Cape Cod Times, on June 8th, 2010

Tribe threatens to build Vineyard casino

BOSTON — Aquinnah Wampanoag leaders today  threatened to build a gaming facility on their Martha’s Vineyard  reservation land if the Legislature legalizes casinos but the tribe does  not get one of the state gambling licenses.

At  a press conference in front of the Statehouse, Naomi Carney, chairman  of the tribe’s gaming commission, said that building a gaming facility  on Martha’s Vineyard is not the tribe’s first choice, but that the tribe  has been trying to build a casino for more than a decade and would  evoke it’s rights under the federal Indian Gaming Act to build if  necessary.

Members of the tribe were  surrounded by pro-casino forces as tribal leaders unveiled a rival plan  to build a 400-room hotel and 250,000 square feet of gaming space on 230  acres in Fall River near Route 195 and Route 24 on the Fall  River-Dartmouth-Westport town lines.

It’s a  deal they first talked about two weeks ago, but that appeared dead in  the wake of that city’s subsequent deal to sell 300 acres on Route 24 to  the Mashpee Wampanoag for a casino, hotels and shopping mall. That plan  would force city officials to move a planned biotechnology park slated  for that property to another location.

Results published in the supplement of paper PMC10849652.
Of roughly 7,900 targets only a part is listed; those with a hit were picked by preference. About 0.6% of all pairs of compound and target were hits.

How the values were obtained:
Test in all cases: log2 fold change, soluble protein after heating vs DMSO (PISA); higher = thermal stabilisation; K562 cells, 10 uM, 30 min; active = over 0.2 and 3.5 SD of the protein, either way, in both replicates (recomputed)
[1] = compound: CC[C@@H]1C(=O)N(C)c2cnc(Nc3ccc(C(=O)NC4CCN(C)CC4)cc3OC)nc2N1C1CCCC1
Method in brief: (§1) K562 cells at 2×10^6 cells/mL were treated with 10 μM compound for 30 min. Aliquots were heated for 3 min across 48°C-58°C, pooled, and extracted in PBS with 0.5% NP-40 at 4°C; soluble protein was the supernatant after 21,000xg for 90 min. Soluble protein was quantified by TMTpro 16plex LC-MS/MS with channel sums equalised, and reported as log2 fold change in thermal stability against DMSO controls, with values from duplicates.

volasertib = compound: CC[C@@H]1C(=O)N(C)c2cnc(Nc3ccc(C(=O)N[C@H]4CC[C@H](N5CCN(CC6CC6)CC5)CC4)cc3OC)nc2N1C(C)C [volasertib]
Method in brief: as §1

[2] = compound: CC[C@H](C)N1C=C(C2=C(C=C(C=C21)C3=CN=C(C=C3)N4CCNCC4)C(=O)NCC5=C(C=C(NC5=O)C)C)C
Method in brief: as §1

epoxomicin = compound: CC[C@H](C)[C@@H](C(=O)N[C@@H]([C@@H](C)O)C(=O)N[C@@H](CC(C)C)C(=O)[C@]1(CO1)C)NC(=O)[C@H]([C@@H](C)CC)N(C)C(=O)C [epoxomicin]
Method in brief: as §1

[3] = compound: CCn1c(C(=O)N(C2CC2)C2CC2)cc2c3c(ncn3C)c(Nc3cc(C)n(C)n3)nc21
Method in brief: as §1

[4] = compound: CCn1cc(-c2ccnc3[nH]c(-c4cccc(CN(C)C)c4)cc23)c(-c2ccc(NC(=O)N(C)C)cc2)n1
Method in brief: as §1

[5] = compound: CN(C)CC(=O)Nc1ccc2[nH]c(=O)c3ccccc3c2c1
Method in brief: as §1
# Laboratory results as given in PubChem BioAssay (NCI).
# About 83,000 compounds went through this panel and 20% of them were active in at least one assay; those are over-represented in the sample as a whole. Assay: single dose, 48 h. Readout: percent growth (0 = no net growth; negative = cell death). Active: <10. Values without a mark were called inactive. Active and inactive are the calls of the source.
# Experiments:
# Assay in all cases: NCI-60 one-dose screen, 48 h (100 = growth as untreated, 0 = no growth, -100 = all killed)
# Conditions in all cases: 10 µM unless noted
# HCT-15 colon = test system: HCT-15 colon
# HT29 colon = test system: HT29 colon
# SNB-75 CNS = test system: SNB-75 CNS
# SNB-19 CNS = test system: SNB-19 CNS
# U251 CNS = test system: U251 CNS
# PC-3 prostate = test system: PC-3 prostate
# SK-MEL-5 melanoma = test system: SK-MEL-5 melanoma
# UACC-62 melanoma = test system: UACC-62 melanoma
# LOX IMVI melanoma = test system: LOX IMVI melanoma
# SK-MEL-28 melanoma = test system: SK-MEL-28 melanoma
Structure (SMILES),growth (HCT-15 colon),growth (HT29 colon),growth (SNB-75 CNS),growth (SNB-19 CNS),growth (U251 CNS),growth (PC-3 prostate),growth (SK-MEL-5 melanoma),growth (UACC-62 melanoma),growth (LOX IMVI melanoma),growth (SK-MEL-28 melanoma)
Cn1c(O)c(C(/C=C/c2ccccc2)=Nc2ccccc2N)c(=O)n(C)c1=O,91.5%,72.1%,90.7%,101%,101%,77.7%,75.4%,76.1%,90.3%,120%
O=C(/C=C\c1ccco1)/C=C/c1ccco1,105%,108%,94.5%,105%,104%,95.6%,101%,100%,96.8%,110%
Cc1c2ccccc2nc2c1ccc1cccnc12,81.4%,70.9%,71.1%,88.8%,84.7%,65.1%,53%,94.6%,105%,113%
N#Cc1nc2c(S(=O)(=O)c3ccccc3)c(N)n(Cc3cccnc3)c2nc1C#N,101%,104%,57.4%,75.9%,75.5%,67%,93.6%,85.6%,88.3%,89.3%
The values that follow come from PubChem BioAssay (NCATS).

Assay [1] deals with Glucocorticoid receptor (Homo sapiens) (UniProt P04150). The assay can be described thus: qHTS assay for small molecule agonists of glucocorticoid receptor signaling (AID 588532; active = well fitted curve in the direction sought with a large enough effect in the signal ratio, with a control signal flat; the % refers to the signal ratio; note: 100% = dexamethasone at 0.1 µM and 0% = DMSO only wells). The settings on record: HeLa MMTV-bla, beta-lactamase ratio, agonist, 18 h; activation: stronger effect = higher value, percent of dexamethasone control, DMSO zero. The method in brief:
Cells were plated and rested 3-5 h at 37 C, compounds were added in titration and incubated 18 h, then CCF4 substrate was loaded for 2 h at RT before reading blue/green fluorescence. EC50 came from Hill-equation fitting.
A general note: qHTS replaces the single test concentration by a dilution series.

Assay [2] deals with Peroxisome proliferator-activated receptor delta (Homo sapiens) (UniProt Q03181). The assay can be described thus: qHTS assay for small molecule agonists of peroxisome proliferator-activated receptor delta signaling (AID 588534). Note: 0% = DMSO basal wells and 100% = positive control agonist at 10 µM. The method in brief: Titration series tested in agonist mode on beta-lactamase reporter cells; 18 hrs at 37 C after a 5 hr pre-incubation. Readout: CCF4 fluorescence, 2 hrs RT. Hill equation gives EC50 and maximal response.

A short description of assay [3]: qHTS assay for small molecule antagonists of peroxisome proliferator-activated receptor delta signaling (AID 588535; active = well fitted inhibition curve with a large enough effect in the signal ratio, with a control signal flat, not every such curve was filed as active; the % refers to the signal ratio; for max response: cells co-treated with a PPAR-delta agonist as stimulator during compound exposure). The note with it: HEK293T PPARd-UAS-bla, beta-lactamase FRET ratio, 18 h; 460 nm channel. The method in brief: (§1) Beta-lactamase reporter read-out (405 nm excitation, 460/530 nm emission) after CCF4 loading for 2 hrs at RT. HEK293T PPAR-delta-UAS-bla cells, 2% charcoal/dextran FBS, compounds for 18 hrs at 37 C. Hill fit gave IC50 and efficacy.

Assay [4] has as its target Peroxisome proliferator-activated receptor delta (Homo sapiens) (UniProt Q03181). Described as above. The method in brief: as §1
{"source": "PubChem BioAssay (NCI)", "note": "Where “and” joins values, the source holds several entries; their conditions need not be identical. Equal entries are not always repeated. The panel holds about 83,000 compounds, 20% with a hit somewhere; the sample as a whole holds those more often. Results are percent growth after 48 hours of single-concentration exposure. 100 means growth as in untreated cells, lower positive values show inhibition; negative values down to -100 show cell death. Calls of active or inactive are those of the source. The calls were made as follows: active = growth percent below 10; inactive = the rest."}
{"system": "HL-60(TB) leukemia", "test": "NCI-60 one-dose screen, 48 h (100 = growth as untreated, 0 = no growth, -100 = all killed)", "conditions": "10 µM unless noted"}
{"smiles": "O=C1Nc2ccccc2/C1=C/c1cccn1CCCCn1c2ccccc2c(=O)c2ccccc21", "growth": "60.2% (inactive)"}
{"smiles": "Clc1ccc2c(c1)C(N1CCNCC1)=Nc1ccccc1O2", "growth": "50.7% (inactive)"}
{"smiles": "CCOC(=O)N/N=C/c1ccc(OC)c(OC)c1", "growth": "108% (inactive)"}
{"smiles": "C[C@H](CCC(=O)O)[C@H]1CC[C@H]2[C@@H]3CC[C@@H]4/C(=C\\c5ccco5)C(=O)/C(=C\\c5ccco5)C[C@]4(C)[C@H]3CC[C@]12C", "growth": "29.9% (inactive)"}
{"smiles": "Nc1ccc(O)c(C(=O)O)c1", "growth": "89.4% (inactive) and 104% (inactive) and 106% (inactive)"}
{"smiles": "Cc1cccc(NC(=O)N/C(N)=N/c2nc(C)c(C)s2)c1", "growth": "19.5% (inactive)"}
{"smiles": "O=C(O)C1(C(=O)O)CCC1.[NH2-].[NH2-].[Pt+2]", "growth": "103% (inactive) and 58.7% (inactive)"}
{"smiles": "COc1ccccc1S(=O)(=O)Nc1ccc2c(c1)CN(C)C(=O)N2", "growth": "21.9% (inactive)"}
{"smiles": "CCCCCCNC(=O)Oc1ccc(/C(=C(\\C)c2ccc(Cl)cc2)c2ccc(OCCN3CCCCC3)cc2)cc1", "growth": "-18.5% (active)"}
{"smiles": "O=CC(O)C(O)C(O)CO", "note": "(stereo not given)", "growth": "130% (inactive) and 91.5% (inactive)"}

Under  the Aquinnah Wampanoag proposal, Fall River would be able to continue  with plans for the biotechnology park that had been planned on the 300  acres now under agreement with the Mashpee tribe.

The Aquinnah proposal comes as the state Senate  holds a hearing at today on its proposal to bring expanded gambling to  Massachusetts. By 1 p.m.  when the hearing began Gardner Auditorium at  the Statehouse was packed. Most of the spectators word orange pro-casino  T-shirts.

The Senate will begin debate on its  own legislation, which is different from what was passed by the House  in April. That plan calls for two resort casinos and slots at the  state’s four race tracks.

But the Senate plan,  though not completely ironed out, eliminates slots at the tracks and  calls for three resort casinos spread out across the state, including  one for a “for a qualified Native American tribe.”

According to the draft legislation, the tribe would  have to enter into a contract with the state regarding the conduct of  gambling on tribal lands. “The tribe would then be subject to the same  conditions as any other casino license holder, including those related  to revenue,” the draft legislation states.

Both  the Aquinnah and Mashpee tribes are federally recognized, which gives  them the authority to provide gambling on their reservations once the  state legalizes Las Vegas-style gambling.

by George Brennan

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